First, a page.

Imposter syndrome and how to deal with it

This fab blog was written by writer, sponsor and fellow ‘Freelance Mum’ Rin Hamburgh (who is 100% real and definitely not an imposter!). Thank you for your brillaint blog Rin.

Business owner? You? Don’t be ridiculous! You haven’t a clue what you’re talking about. You’re just making it up. There are hundreds of people out there that are far better than you. Any minute now people are going to discover that you’re a fraud.

Sound familiar? That’s the voice of Imposter Syndrome, and I’m sure most of us have heard it at some point in our lives. For some, it rarely goes away. And it can be exhausting.

But here’s the good news: even mega successful women like actress Emma Watson and Facebook COO Sheryl Sandberg have admitted to suffering from imposter syndrome. You’re not alone. And you don’t have to put up with it!

It took me ages to start referring to myself as the founder of a copywriting agency. It just sounded far too important when really I was just a busy mum doing my best with a few freelancers to help out with the workload. Even now that I’m building a team of employees I still have to fight the urge to justify myself, especially with big clients.

So what can you do to reduce or get rid of imposter syndrome altogether?

Don’t compare

I think it was former US president Theodore Roosevelt who said, “Comparison is the thief of joy.” It’s also a big factor when it comes to imposter syndrome. The problem with comparison is that we compare people’s outside with our inside. So we see all these amazing business owners and think, “Crikey, they’re doing so much better than me!” But we forget that inside they’re probably feeling the same – and they’re looking at your outside and thinking you’re doing well too!

Let go of perfect

If you set the bar too high, you’re setting yourself up to fail. The truth is that no one gets it right all the time – not Deborah Meaden, not Richard Branson, not anyone you admire in the business world or anywhere else for that matter. So be realistic with yourself. As you do that, you will be able to act in a much more authentic way. You’ll start to feel like yourself again and so that sense of being a fraud will slowly start to disappear.

Talk about it

The thing about imposter syndrome is that it festers away in the dark. As soon as you bring it out into the light it’s much easier to deal with. Talking about how you feel will help you to see things for what they are. You could share your worries with a friend, find yourself a mentor or coach, even get some therapy if you think it could be useful. Personally, I’ve done all three in the last year and it’s had hugely positive results! You’ll also find plenty of support at Freelance Mum. Because we’re all in the same boat and we totally get it. And that’s invaluable.

Look how far you’ve come

While no one is suggesting you should live in the past, it is really important to stop every now and then and take a glance back at the road you’ve travelled. You may feel like an imposter, but if you think about where you were five years ago, or a year ago or even last month you’ll probably realise that you’ve already improved as a business person – and that means you’ll continue to do so. Remember that we’re all a work in progress.

Relish the compliments

It’s a very British habit to shrug off compliments or try to justify or explain them away. But people don’t generally bother to say nice things unless they mean it. So when a customer or client gives you a testimonial, don’t just see it as a useful marketing tool. Really absorb it and let it bolster your self-image.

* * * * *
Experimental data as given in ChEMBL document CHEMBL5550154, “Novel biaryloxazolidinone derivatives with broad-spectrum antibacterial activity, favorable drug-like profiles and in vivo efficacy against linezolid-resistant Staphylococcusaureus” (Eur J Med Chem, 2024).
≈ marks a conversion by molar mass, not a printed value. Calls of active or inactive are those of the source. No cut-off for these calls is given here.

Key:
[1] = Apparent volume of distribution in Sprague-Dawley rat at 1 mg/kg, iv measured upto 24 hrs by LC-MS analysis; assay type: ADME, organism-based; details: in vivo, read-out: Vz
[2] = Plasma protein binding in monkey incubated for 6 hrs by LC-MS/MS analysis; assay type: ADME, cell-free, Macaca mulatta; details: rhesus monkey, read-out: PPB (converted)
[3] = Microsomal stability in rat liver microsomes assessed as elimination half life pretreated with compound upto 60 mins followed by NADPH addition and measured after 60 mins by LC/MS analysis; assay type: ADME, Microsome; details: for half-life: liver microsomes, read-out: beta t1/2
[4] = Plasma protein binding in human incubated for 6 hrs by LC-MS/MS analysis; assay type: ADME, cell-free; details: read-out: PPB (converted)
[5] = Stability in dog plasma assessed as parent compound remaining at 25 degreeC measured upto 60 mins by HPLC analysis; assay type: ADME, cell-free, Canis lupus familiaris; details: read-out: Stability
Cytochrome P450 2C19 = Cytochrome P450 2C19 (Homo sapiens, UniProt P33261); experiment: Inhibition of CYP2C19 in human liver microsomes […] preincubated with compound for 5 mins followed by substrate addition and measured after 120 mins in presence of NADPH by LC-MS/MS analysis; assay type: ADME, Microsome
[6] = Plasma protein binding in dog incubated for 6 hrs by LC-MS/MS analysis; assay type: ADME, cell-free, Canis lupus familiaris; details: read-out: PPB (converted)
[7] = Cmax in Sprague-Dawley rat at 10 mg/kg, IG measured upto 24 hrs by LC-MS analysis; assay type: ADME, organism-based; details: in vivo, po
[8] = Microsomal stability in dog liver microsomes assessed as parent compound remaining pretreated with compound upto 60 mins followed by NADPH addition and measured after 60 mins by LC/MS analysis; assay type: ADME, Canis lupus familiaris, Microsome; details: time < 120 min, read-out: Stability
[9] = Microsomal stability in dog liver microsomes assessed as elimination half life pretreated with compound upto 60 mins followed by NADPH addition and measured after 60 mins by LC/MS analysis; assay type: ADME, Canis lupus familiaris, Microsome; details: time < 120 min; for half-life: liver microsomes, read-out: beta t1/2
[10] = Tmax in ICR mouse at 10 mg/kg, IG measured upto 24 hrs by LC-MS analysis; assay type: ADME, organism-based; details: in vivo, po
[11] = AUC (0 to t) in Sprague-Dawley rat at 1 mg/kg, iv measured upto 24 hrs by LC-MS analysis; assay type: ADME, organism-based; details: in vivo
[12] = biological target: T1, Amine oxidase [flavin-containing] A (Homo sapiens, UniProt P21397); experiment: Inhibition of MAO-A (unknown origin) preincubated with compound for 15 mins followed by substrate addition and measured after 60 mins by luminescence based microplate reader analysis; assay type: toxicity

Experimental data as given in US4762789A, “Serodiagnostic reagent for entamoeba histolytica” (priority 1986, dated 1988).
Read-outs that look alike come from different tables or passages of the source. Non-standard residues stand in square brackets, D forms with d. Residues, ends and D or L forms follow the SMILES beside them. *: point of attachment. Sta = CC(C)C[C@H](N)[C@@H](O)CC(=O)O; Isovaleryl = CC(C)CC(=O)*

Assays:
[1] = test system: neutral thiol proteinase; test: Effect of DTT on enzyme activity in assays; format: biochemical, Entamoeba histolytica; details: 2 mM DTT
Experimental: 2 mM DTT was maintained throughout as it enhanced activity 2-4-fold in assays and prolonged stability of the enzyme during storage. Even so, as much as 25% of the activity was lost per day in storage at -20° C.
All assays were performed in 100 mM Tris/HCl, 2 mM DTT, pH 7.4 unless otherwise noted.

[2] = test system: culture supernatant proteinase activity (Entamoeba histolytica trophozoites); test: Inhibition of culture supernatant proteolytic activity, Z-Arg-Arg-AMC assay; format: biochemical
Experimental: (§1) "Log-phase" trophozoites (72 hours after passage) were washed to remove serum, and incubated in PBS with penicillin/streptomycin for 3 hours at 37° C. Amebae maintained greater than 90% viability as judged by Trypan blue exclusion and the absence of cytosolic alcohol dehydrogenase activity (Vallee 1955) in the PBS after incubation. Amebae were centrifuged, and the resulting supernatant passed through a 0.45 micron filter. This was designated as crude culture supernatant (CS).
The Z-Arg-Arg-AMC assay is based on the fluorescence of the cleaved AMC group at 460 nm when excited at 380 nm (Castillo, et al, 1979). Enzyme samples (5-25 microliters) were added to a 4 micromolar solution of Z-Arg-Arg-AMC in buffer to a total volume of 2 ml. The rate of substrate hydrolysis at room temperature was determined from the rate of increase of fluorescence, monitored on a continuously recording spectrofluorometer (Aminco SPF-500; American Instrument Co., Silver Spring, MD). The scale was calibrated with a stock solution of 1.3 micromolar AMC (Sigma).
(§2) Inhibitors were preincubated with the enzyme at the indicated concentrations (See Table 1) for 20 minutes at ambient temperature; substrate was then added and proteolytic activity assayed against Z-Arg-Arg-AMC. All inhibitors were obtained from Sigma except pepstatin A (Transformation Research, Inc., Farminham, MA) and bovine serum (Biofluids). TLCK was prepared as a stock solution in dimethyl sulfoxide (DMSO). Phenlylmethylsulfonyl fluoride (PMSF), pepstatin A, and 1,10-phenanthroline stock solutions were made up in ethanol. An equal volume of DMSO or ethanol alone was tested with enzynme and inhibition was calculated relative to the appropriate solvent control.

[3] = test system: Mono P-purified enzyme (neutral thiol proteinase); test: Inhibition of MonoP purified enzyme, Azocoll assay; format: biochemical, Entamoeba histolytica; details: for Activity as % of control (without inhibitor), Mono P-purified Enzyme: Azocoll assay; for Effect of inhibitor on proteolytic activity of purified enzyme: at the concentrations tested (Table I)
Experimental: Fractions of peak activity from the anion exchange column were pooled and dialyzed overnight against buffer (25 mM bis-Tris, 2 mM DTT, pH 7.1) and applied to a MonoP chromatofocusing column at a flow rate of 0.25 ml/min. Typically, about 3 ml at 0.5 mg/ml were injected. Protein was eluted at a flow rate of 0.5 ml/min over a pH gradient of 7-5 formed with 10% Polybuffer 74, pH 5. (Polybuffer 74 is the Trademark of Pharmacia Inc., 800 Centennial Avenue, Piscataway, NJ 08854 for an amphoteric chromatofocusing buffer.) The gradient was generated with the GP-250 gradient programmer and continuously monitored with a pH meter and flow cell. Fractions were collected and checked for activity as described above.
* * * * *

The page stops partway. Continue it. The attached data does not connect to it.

Invest in training

It could be that the reason you’re feeling insecure is because there are areas of your business you don’t actually feel that confident about. You might be an excellent photographer but not really understand turnover and profit margins. Or maybe you’re a top notch designer but have no idea how to actually go about selling your services. If that’s the case, why not get some training? There are all sorts of workshops out there – online and face to face – some of which are free through organisations like Get Set For Growth. With a bit of extra knowledge under your belt, you’ll soon start to feel more confident.

Get some help

There’s nothing more stressful than slogging away at things you just aren’t any good at. And it’s ok to admit where your weaknesses are! We all have them. If you’re no good with numbers, get a book keeper. If thinking of interesting things to say on social media gets you all flustered, outsource it. By operating in your “zone of genius”, you’ll experience more confidence boosting wins – and the stuff you’re outsourcing will get done more efficiently and effectively too.

If you’re looking for a supportive network in which to grow your business and your confidence, come along to Freelance Mum in Bristol. We meet on the first Tuesday or every month at St Paul’s Church and on the last Friday at Windmill Hill City Farm. We’d love to see you there.

2 replies
  1. Isabel Clark
    Isabel Clark says:

    Hi Great article, I think as Freelancers we need to be bold about what we are good at and also admit our weaknesses and get help. For example I know I need some admin help soon to help me focus more on clients!

    Reply
  2. Becky Joynt
    Becky Joynt says:

    Wow, this has really resonated with me, I didn’t realise it was an actual thing but have long felt that what I do doesn’t really count. I have been freelance for years and do design work around my children but I do it nearly all from home and generally feel a bit like a fraud and that I am not really ‘working’ at all. I don’t promote my services and struggle to see what I do in the same realm as others who are employed by companies and actually go to work!

    Reply

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